Interview with the G.O.A.T. Contracting Officer (circa 2016)

I recently had the opportunity to sit down with someone I believe to be one of the smartest Contracting Officers in Federal Government today…I’m blessed to say that he’s also a very good friend. His resume speaks to 20+ years as an Air Force Contracting Officer (CO), work at a Big 4 accounting firm, and now civil service work at a Federal Financial Agency.

One of the most profound take aways from this conversation was his impression of the top two mistakes Small Businesses (SBs) make in trying to win business with the Federal Government:

#1. Trying to get rich off of the Federal Government; and
#2. Undervaluing the role of the requirement owner in Federal Government Procurement.

Falsehood #1: All I need to make my SB successful is to win a few government contracts.

Truth #1: You’re not going to become an “overnight millionaire” by winning a handful of federal contracts. You will, however, secure steady cashflow to help your business grow and keep your lights on. As we all know from Accounting 101, “Cash is king”. Winning a federal contract has always been a challenge; however, current fiscal realities (i.e. sequestration) has made competition for limited contract opportunities even more challenging. SBs must now sharpen their pencils, know their numbers, and offer the best performance on the contracts they are fortunate enough to win — past performance becomes more important as competition becomes more competitive.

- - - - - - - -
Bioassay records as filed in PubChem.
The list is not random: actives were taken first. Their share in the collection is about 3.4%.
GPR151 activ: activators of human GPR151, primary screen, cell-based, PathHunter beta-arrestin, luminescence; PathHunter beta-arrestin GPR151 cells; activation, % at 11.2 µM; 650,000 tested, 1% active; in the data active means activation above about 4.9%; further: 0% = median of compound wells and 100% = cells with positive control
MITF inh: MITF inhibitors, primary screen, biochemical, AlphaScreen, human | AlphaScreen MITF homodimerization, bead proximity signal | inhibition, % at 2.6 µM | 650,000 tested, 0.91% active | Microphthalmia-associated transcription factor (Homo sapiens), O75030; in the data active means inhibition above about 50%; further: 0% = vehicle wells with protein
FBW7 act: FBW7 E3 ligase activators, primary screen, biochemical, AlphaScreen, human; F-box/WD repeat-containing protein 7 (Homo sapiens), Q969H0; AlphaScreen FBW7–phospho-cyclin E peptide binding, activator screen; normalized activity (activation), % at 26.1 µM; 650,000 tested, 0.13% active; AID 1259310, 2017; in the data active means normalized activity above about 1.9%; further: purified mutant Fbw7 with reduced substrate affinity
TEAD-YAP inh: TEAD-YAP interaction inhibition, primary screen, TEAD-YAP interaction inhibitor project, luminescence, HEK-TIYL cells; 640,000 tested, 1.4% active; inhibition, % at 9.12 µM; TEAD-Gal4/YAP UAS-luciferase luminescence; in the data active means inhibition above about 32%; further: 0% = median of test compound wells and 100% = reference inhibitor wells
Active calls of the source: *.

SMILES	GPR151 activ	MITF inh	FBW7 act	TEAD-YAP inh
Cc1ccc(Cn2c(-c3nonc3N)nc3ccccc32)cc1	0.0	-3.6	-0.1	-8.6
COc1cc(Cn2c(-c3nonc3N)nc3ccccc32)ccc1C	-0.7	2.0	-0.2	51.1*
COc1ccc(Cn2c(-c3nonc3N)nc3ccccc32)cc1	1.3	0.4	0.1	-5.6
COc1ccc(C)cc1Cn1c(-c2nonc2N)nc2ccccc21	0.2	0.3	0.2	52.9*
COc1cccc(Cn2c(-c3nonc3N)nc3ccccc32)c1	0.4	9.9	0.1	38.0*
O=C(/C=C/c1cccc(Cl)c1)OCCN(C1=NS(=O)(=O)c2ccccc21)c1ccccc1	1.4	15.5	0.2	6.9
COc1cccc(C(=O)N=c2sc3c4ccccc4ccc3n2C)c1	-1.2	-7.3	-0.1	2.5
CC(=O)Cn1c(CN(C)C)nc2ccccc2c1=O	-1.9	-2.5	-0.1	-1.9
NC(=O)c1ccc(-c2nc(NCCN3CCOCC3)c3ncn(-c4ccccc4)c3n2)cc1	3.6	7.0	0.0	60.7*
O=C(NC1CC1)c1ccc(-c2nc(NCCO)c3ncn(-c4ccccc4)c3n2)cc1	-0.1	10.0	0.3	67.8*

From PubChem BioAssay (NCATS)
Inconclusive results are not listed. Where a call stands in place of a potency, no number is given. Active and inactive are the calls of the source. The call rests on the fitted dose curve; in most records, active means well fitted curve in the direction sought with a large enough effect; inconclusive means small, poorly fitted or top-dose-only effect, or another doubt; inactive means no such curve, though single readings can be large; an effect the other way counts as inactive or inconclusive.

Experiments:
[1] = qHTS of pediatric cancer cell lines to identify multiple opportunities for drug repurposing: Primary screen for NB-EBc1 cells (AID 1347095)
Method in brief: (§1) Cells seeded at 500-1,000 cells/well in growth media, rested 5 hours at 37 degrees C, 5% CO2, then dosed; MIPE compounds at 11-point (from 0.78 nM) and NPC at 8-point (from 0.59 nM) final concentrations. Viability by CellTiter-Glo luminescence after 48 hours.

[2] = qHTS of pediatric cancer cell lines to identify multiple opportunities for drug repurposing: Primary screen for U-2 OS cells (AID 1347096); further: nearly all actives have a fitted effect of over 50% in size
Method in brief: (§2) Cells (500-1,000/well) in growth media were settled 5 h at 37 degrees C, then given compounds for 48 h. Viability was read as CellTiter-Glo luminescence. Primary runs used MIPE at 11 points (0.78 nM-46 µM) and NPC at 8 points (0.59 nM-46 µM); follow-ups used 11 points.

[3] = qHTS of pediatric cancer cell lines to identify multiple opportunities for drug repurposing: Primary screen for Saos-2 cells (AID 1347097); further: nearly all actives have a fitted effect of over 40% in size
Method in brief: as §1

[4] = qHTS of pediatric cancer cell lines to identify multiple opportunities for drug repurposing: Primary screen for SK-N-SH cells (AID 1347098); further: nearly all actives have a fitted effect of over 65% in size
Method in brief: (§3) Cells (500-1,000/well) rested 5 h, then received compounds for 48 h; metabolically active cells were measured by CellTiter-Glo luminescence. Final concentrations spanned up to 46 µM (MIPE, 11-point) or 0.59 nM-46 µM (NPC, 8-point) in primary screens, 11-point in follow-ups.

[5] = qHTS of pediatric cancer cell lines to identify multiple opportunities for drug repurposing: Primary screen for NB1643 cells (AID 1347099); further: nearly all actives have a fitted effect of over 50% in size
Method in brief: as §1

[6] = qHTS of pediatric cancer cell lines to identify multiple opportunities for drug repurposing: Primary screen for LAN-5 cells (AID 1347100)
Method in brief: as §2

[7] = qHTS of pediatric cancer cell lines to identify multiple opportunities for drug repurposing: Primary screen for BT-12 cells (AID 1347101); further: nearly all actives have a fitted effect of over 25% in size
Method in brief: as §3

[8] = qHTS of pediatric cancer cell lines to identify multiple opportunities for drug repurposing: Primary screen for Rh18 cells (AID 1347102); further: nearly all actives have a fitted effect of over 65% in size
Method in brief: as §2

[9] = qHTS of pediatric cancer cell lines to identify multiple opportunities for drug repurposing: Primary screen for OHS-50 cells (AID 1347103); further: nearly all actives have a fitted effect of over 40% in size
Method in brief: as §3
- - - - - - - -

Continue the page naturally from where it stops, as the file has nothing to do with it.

Falsehood #2: The number one relationship I need to secure is with the CO.

Truth #2: By the time the requirement is solidified and submitted to the CO for solicitation and award, chances are another contractor has already beat you to the punch and has influenced the requirement. At this point, the CO is working to define the acquisition strategy and issue the solicitation — you’re now entering a quiet period where many COs are reluctant to engage your representatives for fear of divulging inside or acquisition sensitive information.

SBs need to follow the lead of their Large Business counterparts and begin to influence the requirement as early as possible — long before the solicitation is released by the CO. The unfortunate reality is that this requires investments of time and money up front with no “guarantee” of contract award. This is done by investing time and resources to “help” the requirement owner.

The truth is, the Federal Government often lacks the technical expertise necessary to appropriately define the “what” and the “how” — that’s where your SB comes in. The requirement owner may know that something is needed, but due to the lack of technical expertise, they often don’t know “what” is in the realm of the possible or “how” to craft the Statement of Work — again, this is where the astute SB comes in. Your role is not to figure out how rich you can get off of the government (see fiction #1) but to position yourself as the #1 problem solver or helper. As the late Zig Ziglar once said “You can have everything you want if you first help enough other people get what they want.”

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Jamie Rhone
J. M. Rhone is a former Air Force Contracting Officer and leader who has led contracting units throughout the Air Force (to include Iraq and Afghanistan).
Jamie Rhone

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Jamie Rhone

J. M. Rhone is a former Air Force Contracting Officer and leader who has led contracting units throughout the Air Force (to include Iraq and Afghanistan).

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